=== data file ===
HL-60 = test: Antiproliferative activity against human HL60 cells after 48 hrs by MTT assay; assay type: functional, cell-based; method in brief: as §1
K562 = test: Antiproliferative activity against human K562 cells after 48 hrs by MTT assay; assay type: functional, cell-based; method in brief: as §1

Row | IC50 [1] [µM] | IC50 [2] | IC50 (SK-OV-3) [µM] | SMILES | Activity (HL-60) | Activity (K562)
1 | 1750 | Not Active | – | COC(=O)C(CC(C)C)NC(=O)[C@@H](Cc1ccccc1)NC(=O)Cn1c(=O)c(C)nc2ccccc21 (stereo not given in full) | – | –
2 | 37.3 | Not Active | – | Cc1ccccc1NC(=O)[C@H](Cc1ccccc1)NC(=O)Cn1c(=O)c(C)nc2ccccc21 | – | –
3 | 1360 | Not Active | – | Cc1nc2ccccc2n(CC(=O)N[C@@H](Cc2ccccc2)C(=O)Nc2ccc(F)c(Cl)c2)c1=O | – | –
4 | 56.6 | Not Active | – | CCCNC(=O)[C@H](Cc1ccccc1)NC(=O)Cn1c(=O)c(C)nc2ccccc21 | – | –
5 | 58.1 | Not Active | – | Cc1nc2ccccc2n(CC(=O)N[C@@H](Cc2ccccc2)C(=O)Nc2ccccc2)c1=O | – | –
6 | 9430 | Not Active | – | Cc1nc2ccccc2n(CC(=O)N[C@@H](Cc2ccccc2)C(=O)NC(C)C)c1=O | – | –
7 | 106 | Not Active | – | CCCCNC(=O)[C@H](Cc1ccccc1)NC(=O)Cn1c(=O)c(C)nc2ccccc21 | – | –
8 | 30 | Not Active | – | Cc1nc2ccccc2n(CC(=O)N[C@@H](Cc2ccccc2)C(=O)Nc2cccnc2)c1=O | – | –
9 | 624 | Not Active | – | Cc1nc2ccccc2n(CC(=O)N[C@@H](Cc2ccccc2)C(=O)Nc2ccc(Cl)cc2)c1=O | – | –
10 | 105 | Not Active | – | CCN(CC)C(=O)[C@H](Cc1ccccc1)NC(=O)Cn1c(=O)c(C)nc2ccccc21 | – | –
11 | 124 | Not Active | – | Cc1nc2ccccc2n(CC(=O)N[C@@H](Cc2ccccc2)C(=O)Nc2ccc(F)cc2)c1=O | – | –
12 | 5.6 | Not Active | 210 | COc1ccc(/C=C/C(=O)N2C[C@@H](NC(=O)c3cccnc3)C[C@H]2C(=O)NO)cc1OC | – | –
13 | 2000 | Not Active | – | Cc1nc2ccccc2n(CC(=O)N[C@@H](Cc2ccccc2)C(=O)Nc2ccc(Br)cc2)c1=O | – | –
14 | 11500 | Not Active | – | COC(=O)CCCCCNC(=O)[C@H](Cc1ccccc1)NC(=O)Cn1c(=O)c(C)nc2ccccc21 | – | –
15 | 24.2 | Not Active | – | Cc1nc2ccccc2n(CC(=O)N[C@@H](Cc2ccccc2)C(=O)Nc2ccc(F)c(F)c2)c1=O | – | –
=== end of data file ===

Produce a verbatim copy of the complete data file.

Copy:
HL-60 = test: Antiproliferative activity against human HL60 cells after 48 hrs by MTT assay; assay type: functional, cell-based; method in brief: as §1
K562 = test: Antiproliferative activity against human K562 cells after 48 hrs by MTT assay; assay type: functional, cell-based; method in brief: as §1

Row | IC50 [1] [µM] | IC50 [2] | IC50 (SK-OV-3) [µM] | SMILES | Activity (HL-60) | Activity (K562)
1 | 1750 | Not Active | – | COC(=O)C(CC(C)C)NC(=O)[C@@H](Cc1ccccc1)NC(=O)Cn1c(=O)c(C)nc2ccccc21 (stereo not given in full) | – | –
2 | 37.3 | Not Active | – | Cc1ccccc1NC(=O)[C@H](Cc1ccccc1)NC(=O)Cn1c(=O)c(C)nc2ccccc21 | – | –
3 | 1360 | Not Active | – | Cc1nc2ccccc2n(CC(=O)N[C@@H](Cc2ccccc2)C(=O)Nc2ccc(F)c(Cl)c2)c1=O | – | –
4 | 56.6 | Not Active | – | CCCNC(=O)[C@H](Cc1ccccc1)NC(=O)Cn1c(=O)c(C)nc2ccccc21 | – | –
5 | 58.1 | Not Active | – | Cc1nc2ccccc2n(CC(=O)N[C@@H](Cc2ccccc2)C(=O)Nc2ccccc2)c1=O | – | –
6 | 9430 | Not Active | – | Cc1nc2ccccc2n(CC(=O)N[C@@H](Cc2ccccc2)C(=O)NC(C)C)c1=O | – | –
7 | 106 | Not Active | – | CCCCNC(=O)[C@H](Cc1ccccc1)NC(=O)Cn1c(=O)c(C)nc2ccccc21 | – | –
8 | 30 | Not Active | – | Cc1nc2ccccc2n(CC(=O)N[C@@H](Cc2ccccc2)C(=O)Nc2cccnc2)c1=O | – | –
9 | 624 | Not Active | – | Cc1nc2ccccc2n(CC(=O)N[C@@H](Cc2ccccc2)C(=O)Nc2ccc(Cl)cc2)c1=O | – | –
10 | 105 | Not Active | – | CCN(CC)C(=O)[C@H](Cc1ccccc1)NC(=O)Cn1c(=O)c(C)nc2ccccc21 | – | –
11 | 124 | Not Active | – | Cc1nc2ccccc2n(CC(=O)N[C@@H](Cc2ccccc2)C(=O)Nc2ccc(F)cc2)c1=O | – | –
12 | 5.6 | Not Active | 210 | COc1ccc(/C=C/C(=O)N2C[C@@H](NC(=O)c3cccnc3)C[C@H]2C(=O)NO)cc1OC | – | –
13 | 2000 | Not Active | – | Cc1nc2ccccc2n(CC(=O)N[C@@H](Cc2ccccc2)C(=O)Nc2ccc(Br)cc2)c1=O | – | –
14 | 11500 | Not Active | – | COC(=O)CCCCCNC(=O)[C@H](Cc1ccccc1)NC(=O)Cn1c(=O)c(C)nc2ccccc21 | – | –
15 | 24.2 | Not Active | – | Cc1nc2ccccc2n(CC(=O)N[C@@H](Cc2ccccc2)C(=O)Nc2ccc(F)c(F)c2)c1=O | – | –